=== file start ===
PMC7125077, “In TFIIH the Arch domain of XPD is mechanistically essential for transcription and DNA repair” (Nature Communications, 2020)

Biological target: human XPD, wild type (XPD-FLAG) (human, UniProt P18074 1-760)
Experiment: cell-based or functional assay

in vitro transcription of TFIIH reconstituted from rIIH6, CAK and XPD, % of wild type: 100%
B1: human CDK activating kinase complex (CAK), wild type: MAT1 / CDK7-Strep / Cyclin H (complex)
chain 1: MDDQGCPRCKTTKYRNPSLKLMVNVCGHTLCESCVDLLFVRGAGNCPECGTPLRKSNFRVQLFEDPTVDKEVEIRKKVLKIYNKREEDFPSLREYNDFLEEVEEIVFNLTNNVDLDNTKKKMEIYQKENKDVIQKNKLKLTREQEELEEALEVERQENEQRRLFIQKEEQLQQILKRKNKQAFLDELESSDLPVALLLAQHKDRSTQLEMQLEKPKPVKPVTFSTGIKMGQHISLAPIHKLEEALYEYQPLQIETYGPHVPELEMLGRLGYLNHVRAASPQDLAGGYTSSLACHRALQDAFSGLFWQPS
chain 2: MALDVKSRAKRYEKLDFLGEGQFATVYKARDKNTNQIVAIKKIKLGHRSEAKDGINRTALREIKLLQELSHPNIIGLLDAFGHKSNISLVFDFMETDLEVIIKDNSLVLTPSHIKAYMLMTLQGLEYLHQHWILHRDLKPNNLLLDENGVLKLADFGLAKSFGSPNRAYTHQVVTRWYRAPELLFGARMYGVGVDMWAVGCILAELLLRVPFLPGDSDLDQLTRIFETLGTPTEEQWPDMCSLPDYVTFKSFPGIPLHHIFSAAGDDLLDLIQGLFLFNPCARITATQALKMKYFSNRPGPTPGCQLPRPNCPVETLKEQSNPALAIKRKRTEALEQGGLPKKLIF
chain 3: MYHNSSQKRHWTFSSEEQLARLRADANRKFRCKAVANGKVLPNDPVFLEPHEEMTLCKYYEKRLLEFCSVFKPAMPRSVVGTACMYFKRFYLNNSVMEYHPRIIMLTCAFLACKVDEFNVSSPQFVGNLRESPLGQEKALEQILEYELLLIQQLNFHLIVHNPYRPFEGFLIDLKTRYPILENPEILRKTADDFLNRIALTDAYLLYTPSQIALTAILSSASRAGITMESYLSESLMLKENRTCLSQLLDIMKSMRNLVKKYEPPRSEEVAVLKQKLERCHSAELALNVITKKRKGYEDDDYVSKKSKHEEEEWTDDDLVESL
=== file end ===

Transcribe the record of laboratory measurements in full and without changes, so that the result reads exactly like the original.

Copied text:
PMC7125077, “In TFIIH the Arch domain of XPD is mechanistically essential for transcription and DNA repair” (Nature Communications, 2020)

Biological target: human XPD, wild type (XPD-FLAG) (human, UniProt P18074 1-760)
Experiment: cell-based or functional assay

in vitro transcription of TFIIH reconstituted from rIIH6, CAK and XPD, % of wild type: 100%
B1: human CDK activating kinase complex (CAK), wild type: MAT1 / CDK7-Strep / Cyclin H (complex)
chain 1: MDDQGCPRCKTTKYRNPSLKLMVNVCGHTLCESCVDLLFVRGAGNCPECGTPLRKSNFRVQLFEDPTVDKEVEIRKKVLKIYNKREEDFPSLREYNDFLEEVEEIVFNLTNNVDLDNTKKKMEIYQKENKDVIQKNKLKLTREQEELEEALEVERQENEQRRLFIQKEEQLQQILKRKNKQAFLDELESSDLPVALLLAQHKDRSTQLEMQLEKPKPVKPVTFSTGIKMGQHISLAPIHKLEEALYEYQPLQIETYGPHVPELEMLGRLGYLNHVRAASPQDLAGGYTSSLACHRALQDAFSGLFWQPS
chain 2: MALDVKSRAKRYEKLDFLGEGQFATVYKARDKNTNQIVAIKKIKLGHRSEAKDGINRTALREIKLLQELSHPNIIGLLDAFGHKSNISLVFDFMETDLEVIIKDNSLVLTPSHIKAYMLMTLQGLEYLHQHWILHRDLKPNNLLLDENGVLKLADFGLAKSFGSPNRAYTHQVVTRWYRAPELLFGARMYGVGVDMWAVGCILAELLLRVPFLPGDSDLDQLTRIFETLGTPTEEQWPDMCSLPDYVTFKSFPGIPLHHIFSAAGDDLLDLIQGLFLFNPCARITATQALKMKYFSNRPGPTPGCQLPRPNCPVETLKEQSNPALAIKRKRTEALEQGGLPKKLIF
chain 3: MYHNSSQKRHWTFSSEEQLARLRADANRKFRCKAVANGKVLPNDPVFLEPHEEMTLCKYYEKRLLEFCSVFKPAMPRSVVGTACMYFKRFYLNNSVMEYHPRIIMLTCAFLACKVDEFNVSSPQFVGNLRESPLGQEKALEQILEYELLLIQQLNFHLIVHNPYRPFEGFLIDLKTRYPILENPEILRKTADDFLNRIALTDAYLLYTPSQIALTAILSSASRAGITMESYLSESLMLKENRTCLSQLLDIMKSMRNLVKKYEPPRSEEVAVLKQKLERCHSAELALNVITKKRKGYEDDDYVSKKSKHEEEEWTDDDLVESL